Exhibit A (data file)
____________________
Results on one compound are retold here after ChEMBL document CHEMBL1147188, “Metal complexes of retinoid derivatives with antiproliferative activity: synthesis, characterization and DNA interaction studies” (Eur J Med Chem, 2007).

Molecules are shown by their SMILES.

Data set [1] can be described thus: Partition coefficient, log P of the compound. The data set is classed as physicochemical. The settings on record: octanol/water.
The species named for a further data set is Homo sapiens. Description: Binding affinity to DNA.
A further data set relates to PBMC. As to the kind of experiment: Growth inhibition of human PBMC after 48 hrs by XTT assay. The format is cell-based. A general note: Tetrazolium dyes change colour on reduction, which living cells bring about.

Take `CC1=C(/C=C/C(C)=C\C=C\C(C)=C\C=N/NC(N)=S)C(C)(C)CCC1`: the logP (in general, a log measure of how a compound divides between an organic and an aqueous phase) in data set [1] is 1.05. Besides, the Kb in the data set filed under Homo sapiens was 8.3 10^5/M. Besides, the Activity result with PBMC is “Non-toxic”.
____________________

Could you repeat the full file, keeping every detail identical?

Results on one compound are retold here after ChEMBL document CHEMBL1147188, “Metal complexes of retinoid derivatives with antiproliferative activity: synthesis, characterization and DNA interaction studies” (Eur J Med Chem, 2007).

Molecules are shown by their SMILES.

Data set [1] can be described thus: Partition coefficient, log P of the compound. The data set is classed as physicochemical. The settings on record: octanol/water.
The species named for a further data set is Homo sapiens. Description: Binding affinity to DNA.
A further data set relates to PBMC. As to the kind of experiment: Growth inhibition of human PBMC after 48 hrs by XTT assay. The format is cell-based. A general note: Tetrazolium dyes change colour on reduction, which living cells bring about.

Take `CC1=C(/C=C/C(C)=C\C=C\C(C)=C\C=N/NC(N)=S)C(C)(C)CCC1`: the logP (in general, a log measure of how a compound divides between an organic and an aqueous phase) in data set [1] is 1.05. Besides, the Kb in the data set filed under Homo sapiens was 8.3 10^5/M. Besides, the Activity result with PBMC is “Non-toxic”.